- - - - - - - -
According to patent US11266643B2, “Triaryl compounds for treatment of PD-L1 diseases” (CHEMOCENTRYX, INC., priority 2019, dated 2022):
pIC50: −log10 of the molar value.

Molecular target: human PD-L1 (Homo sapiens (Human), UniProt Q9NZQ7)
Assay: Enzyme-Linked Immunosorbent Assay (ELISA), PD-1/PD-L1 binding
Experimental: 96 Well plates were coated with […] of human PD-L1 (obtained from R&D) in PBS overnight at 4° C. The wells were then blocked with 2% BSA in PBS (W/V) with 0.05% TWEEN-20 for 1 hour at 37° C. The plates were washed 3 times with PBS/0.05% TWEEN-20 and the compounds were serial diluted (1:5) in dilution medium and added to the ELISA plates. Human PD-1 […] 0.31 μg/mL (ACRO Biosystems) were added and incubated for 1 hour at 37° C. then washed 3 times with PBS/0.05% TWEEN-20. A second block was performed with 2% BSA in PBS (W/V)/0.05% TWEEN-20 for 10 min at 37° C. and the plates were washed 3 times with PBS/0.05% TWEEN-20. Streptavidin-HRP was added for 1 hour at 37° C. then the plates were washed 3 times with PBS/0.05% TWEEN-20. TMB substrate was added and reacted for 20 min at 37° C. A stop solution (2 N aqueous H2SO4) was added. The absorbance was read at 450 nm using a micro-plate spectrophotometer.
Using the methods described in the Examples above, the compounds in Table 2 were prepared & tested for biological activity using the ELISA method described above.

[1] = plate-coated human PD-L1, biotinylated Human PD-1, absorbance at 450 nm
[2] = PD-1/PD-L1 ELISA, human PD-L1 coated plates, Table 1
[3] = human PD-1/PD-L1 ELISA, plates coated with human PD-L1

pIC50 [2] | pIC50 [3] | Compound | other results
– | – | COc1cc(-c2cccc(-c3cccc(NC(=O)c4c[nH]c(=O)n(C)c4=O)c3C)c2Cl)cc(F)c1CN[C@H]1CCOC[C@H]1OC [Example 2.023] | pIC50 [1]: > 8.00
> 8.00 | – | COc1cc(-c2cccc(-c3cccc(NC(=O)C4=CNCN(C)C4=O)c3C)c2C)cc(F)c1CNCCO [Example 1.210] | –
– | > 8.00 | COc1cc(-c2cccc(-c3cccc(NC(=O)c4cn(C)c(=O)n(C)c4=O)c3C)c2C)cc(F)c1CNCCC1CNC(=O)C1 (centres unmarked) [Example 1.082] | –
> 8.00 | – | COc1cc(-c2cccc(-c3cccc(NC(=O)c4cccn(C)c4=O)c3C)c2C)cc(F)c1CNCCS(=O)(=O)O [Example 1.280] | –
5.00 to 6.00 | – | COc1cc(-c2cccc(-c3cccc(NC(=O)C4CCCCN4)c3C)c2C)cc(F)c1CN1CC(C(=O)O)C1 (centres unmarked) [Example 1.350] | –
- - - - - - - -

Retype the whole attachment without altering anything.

According to patent US11266643B2, “Triaryl compounds for treatment of PD-L1 diseases” (CHEMOCENTRYX, INC., priority 2019, dated 2022):
pIC50: −log10 of the molar value.

Molecular target: human PD-L1 (Homo sapiens (Human), UniProt Q9NZQ7)
Assay: Enzyme-Linked Immunosorbent Assay (ELISA), PD-1/PD-L1 binding
Experimental: 96 Well plates were coated with […] of human PD-L1 (obtained from R&D) in PBS overnight at 4° C. The wells were then blocked with 2% BSA in PBS (W/V) with 0.05% TWEEN-20 for 1 hour at 37° C. The plates were washed 3 times with PBS/0.05% TWEEN-20 and the compounds were serial diluted (1:5) in dilution medium and added to the ELISA plates. Human PD-1 […] 0.31 μg/mL (ACRO Biosystems) were added and incubated for 1 hour at 37° C. then washed 3 times with PBS/0.05% TWEEN-20. A second block was performed with 2% BSA in PBS (W/V)/0.05% TWEEN-20 for 10 min at 37° C. and the plates were washed 3 times with PBS/0.05% TWEEN-20. Streptavidin-HRP was added for 1 hour at 37° C. then the plates were washed 3 times with PBS/0.05% TWEEN-20. TMB substrate was added and reacted for 20 min at 37° C. A stop solution (2 N aqueous H2SO4) was added. The absorbance was read at 450 nm using a micro-plate spectrophotometer.
Using the methods described in the Examples above, the compounds in Table 2 were prepared & tested for biological activity using the ELISA method described above.

[1] = plate-coated human PD-L1, biotinylated Human PD-1, absorbance at 450 nm
[2] = PD-1/PD-L1 ELISA, human PD-L1 coated plates, Table 1
[3] = human PD-1/PD-L1 ELISA, plates coated with human PD-L1

pIC50 [2] | pIC50 [3] | Compound | other results
– | – | COc1cc(-c2cccc(-c3cccc(NC(=O)c4c[nH]c(=O)n(C)c4=O)c3C)c2Cl)cc(F)c1CN[C@H]1CCOC[C@H]1OC [Example 2.023] | pIC50 [1]: > 8.00
> 8.00 | – | COc1cc(-c2cccc(-c3cccc(NC(=O)C4=CNCN(C)C4=O)c3C)c2C)cc(F)c1CNCCO [Example 1.210] | –
– | > 8.00 | COc1cc(-c2cccc(-c3cccc(NC(=O)c4cn(C)c(=O)n(C)c4=O)c3C)c2C)cc(F)c1CNCCC1CNC(=O)C1 (centres unmarked) [Example 1.082] | –
> 8.00 | – | COc1cc(-c2cccc(-c3cccc(NC(=O)c4cccn(C)c4=O)c3C)c2C)cc(F)c1CNCCS(=O)(=O)O [Example 1.280] | –
5.00 to 6.00 | – | COc1cc(-c2cccc(-c3cccc(NC(=O)C4CCCCN4)c3C)c2C)cc(F)c1CN1CC(C(=O)O)C1 (centres unmarked) [Example 1.350] | –